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November 27, 2014

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LV looks at private monorail system

The chief executive of a Hawaii-based monorail developer says he's willing to finance and build Las Vegas' proposed 15.6-mile monorail and operate it privately, saving taxpayers millions of dollars.

Transco CEO Ron Watson, who made the proposal Thursday, says he's under contract to build monorails in 14 cities in China.

Watson made his offer at a Clark County fixed guideway committee meeting. The Regional Transportation Commission staff and commissioners promised to examine Watson's plan and verify his credentials.

Watson doesn't have a system operating anywhere in the world yet and had a proposal to build one in Honolulu rejected.

RTC officials agreed that a privately operated system would be appealing financially, but they stopped short of endorsing Transco's plan until it could be further reviewed.

"There weren't too many specifics," said Kurt Weinrich, executive director of the RTC. "But if they can do what they propose, it would be a win-win situation for everybody. Whether they can deliver is another question."

Weinrich said his staff would set up meetings with some of Watson's personnel to discuss specific issues.

"One of the things we'll have to determine is if there's any other interest," Weinrich said. "If one entity can do this, are there others out there? We'll have to see if this needs to be competitive."

David Wood, a Henderson city councilman who serves as chairman of the fixed guideway subcommittee, expressed some of the same skepticism, but also said he was interested in getting more details about Watson and his company.

Asked if Watson's presentation was a bombshell, Wood said, "A bombshell? We'll have to see if it's a dud or the real thing."

Bob Broadbent of Broadbent Consulting Inc., which has coordinated the MGM Grand-Bally's monorail, said there are still many unanswered questions about the proposal.

"I think the RTC should keep an open mind on it," Broadbent said. "The issue is a long, long ways from resolution."

Broadbent predicted other presentations would be made to the RTC in the future.

A spokesman for a California-based monorail consulting firm said he has heard of the technology proposed by Watson, but not of Transco.

"There's a system using the technology in Florida," said a representative of Jakes Associates Inc. of San Jose. "But I don't know that it's big enough to meet Las Vegas' needs."

Transco's monorail system uses a British company's design with trains comprised of up to nine vehicles capable of moving more than 750 passengers at a time. The futuristic vehicles, propelled by electric motors, glide quietly at a top speed of 30 mph on pneumatic rubber tires over concrete or steel guideway beams.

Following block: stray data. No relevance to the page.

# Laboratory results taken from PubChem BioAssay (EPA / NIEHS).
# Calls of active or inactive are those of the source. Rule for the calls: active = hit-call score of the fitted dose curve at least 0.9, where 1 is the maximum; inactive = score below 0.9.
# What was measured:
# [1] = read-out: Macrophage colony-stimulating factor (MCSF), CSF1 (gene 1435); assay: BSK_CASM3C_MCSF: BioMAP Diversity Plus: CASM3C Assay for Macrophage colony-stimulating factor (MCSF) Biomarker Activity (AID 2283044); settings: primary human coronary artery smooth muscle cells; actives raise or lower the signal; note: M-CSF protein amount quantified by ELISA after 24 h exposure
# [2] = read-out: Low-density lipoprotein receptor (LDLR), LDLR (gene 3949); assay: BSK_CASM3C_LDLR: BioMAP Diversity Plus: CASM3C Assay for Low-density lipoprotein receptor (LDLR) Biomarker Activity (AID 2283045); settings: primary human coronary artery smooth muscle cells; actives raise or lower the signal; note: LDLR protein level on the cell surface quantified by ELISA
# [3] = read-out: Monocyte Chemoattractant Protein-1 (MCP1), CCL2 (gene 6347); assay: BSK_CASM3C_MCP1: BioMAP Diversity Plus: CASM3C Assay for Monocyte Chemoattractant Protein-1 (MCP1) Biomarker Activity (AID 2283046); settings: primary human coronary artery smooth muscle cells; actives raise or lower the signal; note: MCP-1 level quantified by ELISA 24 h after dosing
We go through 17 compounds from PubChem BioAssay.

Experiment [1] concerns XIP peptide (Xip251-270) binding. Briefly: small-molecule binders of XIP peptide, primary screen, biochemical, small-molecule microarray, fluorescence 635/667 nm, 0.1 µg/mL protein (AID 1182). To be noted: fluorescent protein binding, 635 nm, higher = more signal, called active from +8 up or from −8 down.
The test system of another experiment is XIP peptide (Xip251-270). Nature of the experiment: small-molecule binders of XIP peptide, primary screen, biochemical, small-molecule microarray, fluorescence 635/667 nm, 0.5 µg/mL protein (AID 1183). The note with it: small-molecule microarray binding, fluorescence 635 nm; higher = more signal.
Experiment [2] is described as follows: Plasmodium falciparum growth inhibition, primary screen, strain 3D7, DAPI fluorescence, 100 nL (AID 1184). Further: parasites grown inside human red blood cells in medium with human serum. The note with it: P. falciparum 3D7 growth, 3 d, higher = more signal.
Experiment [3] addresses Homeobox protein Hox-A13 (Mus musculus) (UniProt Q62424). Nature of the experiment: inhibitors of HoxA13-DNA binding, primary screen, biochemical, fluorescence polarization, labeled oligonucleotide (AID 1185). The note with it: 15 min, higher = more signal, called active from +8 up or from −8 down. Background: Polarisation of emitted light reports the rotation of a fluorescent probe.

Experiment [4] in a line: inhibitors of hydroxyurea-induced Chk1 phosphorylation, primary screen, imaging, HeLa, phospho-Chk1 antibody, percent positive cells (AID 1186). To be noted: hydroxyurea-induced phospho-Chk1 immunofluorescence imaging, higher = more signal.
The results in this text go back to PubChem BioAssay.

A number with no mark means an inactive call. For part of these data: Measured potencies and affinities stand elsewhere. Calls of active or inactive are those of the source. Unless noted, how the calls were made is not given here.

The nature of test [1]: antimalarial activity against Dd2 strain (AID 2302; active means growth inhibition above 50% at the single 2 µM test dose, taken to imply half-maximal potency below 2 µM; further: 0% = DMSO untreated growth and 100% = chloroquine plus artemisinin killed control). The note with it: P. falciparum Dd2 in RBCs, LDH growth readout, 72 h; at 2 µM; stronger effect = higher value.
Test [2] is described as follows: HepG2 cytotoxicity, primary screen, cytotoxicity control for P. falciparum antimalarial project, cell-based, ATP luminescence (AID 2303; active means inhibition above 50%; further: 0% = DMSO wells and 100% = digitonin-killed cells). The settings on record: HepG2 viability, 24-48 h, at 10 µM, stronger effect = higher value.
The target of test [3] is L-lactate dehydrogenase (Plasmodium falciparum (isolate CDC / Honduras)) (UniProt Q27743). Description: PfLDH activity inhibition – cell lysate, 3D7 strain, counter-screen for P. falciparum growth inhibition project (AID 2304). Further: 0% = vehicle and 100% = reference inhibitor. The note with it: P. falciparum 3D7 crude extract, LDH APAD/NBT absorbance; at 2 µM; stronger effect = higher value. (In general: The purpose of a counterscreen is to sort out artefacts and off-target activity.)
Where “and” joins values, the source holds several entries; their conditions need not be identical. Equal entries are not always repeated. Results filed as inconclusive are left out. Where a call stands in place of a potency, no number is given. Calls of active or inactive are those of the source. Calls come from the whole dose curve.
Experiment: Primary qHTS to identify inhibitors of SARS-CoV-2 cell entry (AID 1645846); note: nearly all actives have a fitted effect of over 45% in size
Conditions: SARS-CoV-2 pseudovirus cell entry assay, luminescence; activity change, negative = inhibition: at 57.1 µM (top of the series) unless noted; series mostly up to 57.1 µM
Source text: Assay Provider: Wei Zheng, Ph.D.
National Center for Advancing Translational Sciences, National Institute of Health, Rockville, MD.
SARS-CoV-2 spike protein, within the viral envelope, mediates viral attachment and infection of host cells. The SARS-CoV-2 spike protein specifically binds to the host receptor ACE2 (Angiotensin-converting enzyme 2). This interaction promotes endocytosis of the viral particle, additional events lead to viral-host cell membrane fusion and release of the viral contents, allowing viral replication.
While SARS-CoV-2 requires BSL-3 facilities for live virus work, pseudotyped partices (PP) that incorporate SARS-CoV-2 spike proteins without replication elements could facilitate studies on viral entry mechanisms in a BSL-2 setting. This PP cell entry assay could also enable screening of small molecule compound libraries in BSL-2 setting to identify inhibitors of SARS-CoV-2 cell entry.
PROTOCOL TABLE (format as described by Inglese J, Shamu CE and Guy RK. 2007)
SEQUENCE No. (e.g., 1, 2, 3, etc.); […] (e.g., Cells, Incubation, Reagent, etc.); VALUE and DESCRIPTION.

Watson said the Las Vegas system, which initially would run from Cashman Center through downtown and the Las Vegas Strip to McCarran International Airport, would cost about $25 million to $30 million a mile to build. Trains and 22 stations would bring the total to about $500 million.

He said the monorail system he envisions would cost six to eight times less than a light rail system and all financing for construction of his monorail would be private.

Watson said he is in various stages of development of 14 monorail systems in China, including a multiline operation in Shanghai. Other systems are planned for Beijing and he has a letter of intent to proceed in Chengdu. The company faces a May 2000 deadline for getting one of the systems operational.

In the monorail design industry since 1989, Watson said he has been studying Las Vegas' progress toward developing a fixed-guideway system and was attracted to it because of the "easy alignment" of the project.

"They've done a super job here," Watson said of the RTC's efforts to date. He added that he liked the city's can-do attitude, easy working conditions and knowledgable administrators.

While working in China has its benefits -- labor is cheap, Watson said -- most of the administrators are "50 years behind the rest of the world" in learning about the technology.

The RTC learned earlier this year that it would receive funding for preliminary engineering and the development of an environmental impact statement. The first public hearings on impact statements are scheduled later this month.

One of the biggest decisions related to designing the city's system is the selection of technology for the project. Options include monorail, light rail and personal rapid transit systems.

Technologically, the Transco monorail is similar to the MGM Grand-Bally's system, which is being engineered for expansion. But the systems probably would not be compatible.

Broadbent said the Transco trains are larger, requiring a guideway 40 to 50 inches wide while the MGM-Bally's monorail has a 26-inch track.

"The Severn-Lamb (the British supplier) trains are different, they're experts on bigger, heavier trains," Broadbent said. "They're also longer, so I don't know if our stations, which are 300 feet long, could accommodate those trains."

"It really would be great if they would use our system," Watson said.

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